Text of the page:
Adonis Diaries

Posts Tagged ‘Jain religion

Old soul and re-incarnation:  Shrimad Raj Chandra (1867-1901)

Shrimad Raj Chandra was born in Vavania (Gujarat province) in the northwestern region of India.  His mother was a princess and his father a rich merchant and banker.

Young Shrimad is passing by the incineration ceremony of the body of a young, handsome, and brilliant young guy who died of snake bite.

Suddenly, Shrimad is reviewing a series of his re-incarnations for the last 900 years, an accelerated reel of pictures of past lives.  Shrimad had the conviction that his “old soul” is not about to be re-incarnated anymore.

Old soul or knowledge of previous lives is called “Jati-smarana-jnana” in the Jain religion. At this stage, the old soul liberates its spiritual power in condensed and focused intellectual and spiritual faculties.

At the age of 8, Shrimad mastered the four arithmetic operations in one month and then wrote a poem of 5,000 lines describing the 5 vows: Non-violence, sincerity, honesty, chastity, and non-attachment to worldly materials or subject matters not related to development of knowing the spiritual self or the soul. 

Shrimad had the power of prescience:  He could foresee dangerous events and warn the concerned parties and saved many with his potential.

He had this unique faculty of processing and tending simultaneously to many different tasks and challenged the two most famous in the period Shastri Shankarlal and Gatulaji Maharaj.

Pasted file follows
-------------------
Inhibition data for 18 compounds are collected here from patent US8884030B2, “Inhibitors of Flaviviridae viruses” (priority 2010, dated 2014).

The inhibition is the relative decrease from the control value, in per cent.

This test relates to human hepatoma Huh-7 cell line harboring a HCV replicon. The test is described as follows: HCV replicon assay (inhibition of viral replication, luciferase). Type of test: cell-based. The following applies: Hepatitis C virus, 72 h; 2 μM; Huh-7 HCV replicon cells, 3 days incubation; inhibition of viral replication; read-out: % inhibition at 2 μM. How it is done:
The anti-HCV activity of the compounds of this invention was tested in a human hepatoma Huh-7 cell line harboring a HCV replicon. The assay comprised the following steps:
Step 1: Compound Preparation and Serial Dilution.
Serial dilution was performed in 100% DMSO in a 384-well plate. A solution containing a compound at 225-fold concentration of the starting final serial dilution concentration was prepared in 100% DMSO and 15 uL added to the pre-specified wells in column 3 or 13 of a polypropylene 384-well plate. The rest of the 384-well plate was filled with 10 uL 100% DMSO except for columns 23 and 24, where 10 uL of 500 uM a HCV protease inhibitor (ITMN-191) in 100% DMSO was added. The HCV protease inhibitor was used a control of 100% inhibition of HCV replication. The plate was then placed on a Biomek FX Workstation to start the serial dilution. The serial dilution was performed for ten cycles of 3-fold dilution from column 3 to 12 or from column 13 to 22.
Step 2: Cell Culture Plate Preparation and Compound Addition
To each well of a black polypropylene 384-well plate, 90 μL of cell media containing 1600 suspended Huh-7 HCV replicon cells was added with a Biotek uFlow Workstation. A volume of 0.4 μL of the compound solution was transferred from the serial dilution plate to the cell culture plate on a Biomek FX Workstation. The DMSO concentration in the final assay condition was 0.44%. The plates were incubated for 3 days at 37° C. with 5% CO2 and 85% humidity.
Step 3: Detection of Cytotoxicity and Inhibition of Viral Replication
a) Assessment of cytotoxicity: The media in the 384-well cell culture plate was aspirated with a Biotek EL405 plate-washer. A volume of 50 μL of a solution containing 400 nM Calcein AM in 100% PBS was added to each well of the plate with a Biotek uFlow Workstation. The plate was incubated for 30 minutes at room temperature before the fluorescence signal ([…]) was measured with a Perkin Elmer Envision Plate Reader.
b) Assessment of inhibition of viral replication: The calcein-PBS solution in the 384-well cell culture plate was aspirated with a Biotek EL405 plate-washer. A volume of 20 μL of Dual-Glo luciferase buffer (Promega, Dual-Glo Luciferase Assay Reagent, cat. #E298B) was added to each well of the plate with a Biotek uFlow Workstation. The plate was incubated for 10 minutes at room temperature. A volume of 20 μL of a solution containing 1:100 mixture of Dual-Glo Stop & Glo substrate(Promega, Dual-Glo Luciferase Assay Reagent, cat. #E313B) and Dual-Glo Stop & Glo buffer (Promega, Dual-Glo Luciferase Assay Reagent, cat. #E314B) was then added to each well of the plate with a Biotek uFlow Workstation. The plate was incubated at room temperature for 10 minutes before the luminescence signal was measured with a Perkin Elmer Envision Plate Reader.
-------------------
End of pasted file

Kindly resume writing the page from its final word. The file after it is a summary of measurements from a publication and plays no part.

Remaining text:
Currently, Dr. R. Ganesh is famous in India for this prowess.  Shrimad increased the number of simultaneous tasks to one hundred different tasks!  Tasks such as performing arithmetic computations, listening to poems in different languages and repeating them in order, writing poems while doing other tasks, playing chess and cards and recalling every step in order, repeating 100 words from various languages in order, responding to a questionnaire…

Shrimar refused to marry several times at the instigation of his parents claiming that he is too young.  He had to bow to the demand of getting married at the age of 18 because it was the main condition for him to move to Bombay.

He had three kids but was not happy as head of a family though he could afford the upkeep; he once said: “Within two years, I managed to know the spirit of my wife and I can say that we are not unsatisfied but I cannot say with certainty that we are satisfied.  Our relationship is normal and common:  Mostly, because I am indifferent.  The imperfection of this happiness is not related to the wife, but to our own soul.  Once the search for this imperfection in our soul is resolved then, the soul perceives the full-scale of joy.”

Shrimad decided to abstain from intercourse 12 days a month; it is not clear if 12 successive days or just 3 days a week.

( I can empathize with Shrimad for considering that indulging in sexual activities is like performing obscene acts of servitude to the flesh.  I suggest to husbands that your wife will appreciate your kindness if you abstain from sexual intercourse 6 days a week.  A husband should also never forget to indulge reminding his wife that she is beautiful and very sexy; never under-estimate the power of taking her out without pre-conceived intentions for later sexual favors.)